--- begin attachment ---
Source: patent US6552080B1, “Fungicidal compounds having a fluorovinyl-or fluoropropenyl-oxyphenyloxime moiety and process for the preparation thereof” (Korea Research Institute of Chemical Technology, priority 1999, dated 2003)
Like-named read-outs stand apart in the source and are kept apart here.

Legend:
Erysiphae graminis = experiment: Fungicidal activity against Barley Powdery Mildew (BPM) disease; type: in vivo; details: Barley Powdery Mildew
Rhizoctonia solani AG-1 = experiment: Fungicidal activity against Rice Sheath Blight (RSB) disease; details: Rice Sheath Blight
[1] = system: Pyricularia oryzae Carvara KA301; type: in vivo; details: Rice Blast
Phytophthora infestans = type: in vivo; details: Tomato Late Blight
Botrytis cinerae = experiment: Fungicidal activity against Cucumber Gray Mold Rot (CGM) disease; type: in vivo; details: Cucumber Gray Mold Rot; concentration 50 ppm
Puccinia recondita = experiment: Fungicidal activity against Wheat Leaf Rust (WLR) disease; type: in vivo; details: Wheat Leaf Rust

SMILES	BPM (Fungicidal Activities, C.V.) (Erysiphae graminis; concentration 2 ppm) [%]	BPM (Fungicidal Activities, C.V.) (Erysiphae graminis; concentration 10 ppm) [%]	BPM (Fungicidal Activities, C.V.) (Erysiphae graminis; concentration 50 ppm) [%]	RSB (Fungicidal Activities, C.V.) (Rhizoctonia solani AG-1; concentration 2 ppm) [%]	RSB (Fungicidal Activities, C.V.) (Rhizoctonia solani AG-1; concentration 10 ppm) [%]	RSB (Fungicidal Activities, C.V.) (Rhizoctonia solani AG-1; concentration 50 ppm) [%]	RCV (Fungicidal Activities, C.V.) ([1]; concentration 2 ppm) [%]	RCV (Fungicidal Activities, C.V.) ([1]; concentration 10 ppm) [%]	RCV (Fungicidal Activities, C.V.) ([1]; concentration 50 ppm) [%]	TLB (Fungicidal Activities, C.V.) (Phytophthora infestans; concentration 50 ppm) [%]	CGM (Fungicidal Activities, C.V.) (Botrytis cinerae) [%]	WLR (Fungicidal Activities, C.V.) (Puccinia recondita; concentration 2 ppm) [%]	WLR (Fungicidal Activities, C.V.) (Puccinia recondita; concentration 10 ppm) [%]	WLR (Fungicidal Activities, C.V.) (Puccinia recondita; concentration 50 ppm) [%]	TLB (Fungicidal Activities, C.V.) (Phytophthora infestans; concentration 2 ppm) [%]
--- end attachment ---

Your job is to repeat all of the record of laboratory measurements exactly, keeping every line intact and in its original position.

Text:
Source: patent US6552080B1, “Fungicidal compounds having a fluorovinyl-or fluoropropenyl-oxyphenyloxime moiety and process for the preparation thereof” (Korea Research Institute of Chemical Technology, priority 1999, dated 2003)
Like-named read-outs stand apart in the source and are kept apart here.

Legend:
Erysiphae graminis = experiment: Fungicidal activity against Barley Powdery Mildew (BPM) disease; type: in vivo; details: Barley Powdery Mildew
Rhizoctonia solani AG-1 = experiment: Fungicidal activity against Rice Sheath Blight (RSB) disease; details: Rice Sheath Blight
[1] = system: Pyricularia oryzae Carvara KA301; type: in vivo; details: Rice Blast
Phytophthora infestans = type: in vivo; details: Tomato Late Blight
Botrytis cinerae = experiment: Fungicidal activity against Cucumber Gray Mold Rot (CGM) disease; type: in vivo; details: Cucumber Gray Mold Rot; concentration 50 ppm
Puccinia recondita = experiment: Fungicidal activity against Wheat Leaf Rust (WLR) disease; type: in vivo; details: Wheat Leaf Rust

SMILES	BPM (Fungicidal Activities, C.V.) (Erysiphae graminis; concentration 2 ppm) [%]	BPM (Fungicidal Activities, C.V.) (Erysiphae graminis; concentration 10 ppm) [%]	BPM (Fungicidal Activities, C.V.) (Erysiphae graminis; concentration 50 ppm) [%]	RSB (Fungicidal Activities, C.V.) (Rhizoctonia solani AG-1; concentration 2 ppm) [%]	RSB (Fungicidal Activities, C.V.) (Rhizoctonia solani AG-1; concentration 10 ppm) [%]	RSB (Fungicidal Activities, C.V.) (Rhizoctonia solani AG-1; concentration 50 ppm) [%]	RCV (Fungicidal Activities, C.V.) ([1]; concentration 2 ppm) [%]	RCV (Fungicidal Activities, C.V.) ([1]; concentration 10 ppm) [%]	RCV (Fungicidal Activities, C.V.) ([1]; concentration 50 ppm) [%]	TLB (Fungicidal Activities, C.V.) (Phytophthora infestans; concentration 50 ppm) [%]	CGM (Fungicidal Activities, C.V.) (Botrytis cinerae) [%]	WLR (Fungicidal Activities, C.V.) (Puccinia recondita; concentration 2 ppm) [%]	WLR (Fungicidal Activities, C.V.) (Puccinia recondita; concentration 10 ppm) [%]	WLR (Fungicidal Activities, C.V.) (Puccinia recondita; concentration 50 ppm) [%]	TLB (Fungicidal Activities, C.V.) (Phytophthora infestans; concentration 2 ppm) [%]